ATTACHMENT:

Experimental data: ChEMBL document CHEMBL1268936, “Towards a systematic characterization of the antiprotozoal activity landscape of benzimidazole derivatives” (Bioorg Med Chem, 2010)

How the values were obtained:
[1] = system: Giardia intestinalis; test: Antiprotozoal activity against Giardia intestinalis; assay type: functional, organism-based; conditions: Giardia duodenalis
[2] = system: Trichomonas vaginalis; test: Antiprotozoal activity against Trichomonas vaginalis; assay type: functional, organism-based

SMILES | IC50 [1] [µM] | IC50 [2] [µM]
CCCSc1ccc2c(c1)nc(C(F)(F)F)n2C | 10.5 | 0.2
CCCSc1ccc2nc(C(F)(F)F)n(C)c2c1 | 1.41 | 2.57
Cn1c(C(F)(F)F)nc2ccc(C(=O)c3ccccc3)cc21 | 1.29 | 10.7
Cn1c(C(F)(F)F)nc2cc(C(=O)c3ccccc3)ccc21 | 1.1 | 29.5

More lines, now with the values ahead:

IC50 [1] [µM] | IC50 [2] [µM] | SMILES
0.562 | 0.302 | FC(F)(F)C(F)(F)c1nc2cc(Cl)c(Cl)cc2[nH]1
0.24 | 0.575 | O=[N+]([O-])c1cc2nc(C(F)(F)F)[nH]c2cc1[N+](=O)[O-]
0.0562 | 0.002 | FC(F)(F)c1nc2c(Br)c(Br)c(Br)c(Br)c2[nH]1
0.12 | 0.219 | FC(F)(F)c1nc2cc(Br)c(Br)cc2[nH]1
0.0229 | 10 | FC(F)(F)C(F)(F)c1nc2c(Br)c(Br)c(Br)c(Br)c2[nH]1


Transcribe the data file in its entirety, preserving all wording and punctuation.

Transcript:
Experimental data: ChEMBL document CHEMBL1268936, “Towards a systematic characterization of the antiprotozoal activity landscape of benzimidazole derivatives” (Bioorg Med Chem, 2010)

How the values were obtained:
[1] = system: Giardia intestinalis; test: Antiprotozoal activity against Giardia intestinalis; assay type: functional, organism-based; conditions: Giardia duodenalis
[2] = system: Trichomonas vaginalis; test: Antiprotozoal activity against Trichomonas vaginalis; assay type: functional, organism-based

SMILES | IC50 [1] [µM] | IC50 [2] [µM]
CCCSc1ccc2c(c1)nc(C(F)(F)F)n2C | 10.5 | 0.2
CCCSc1ccc2nc(C(F)(F)F)n(C)c2c1 | 1.41 | 2.57
Cn1c(C(F)(F)F)nc2ccc(C(=O)c3ccccc3)cc21 | 1.29 | 10.7
Cn1c(C(F)(F)F)nc2cc(C(=O)c3ccccc3)ccc21 | 1.1 | 29.5

More lines, now with the values ahead:

IC50 [1] [µM] | IC50 [2] [µM] | SMILES
0.562 | 0.302 | FC(F)(F)C(F)(F)c1nc2cc(Cl)c(Cl)cc2[nH]1
0.24 | 0.575 | O=[N+]([O-])c1cc2nc(C(F)(F)F)[nH]c2cc1[N+](=O)[O-]
0.0562 | 0.002 | FC(F)(F)c1nc2c(Br)c(Br)c(Br)c(Br)c2[nH]1
0.12 | 0.219 | FC(F)(F)c1nc2cc(Br)c(Br)cc2[nH]1
0.0229 | 10 | FC(F)(F)C(F)(F)c1nc2c(Br)c(Br)c(Br)c(Br)c2[nH]1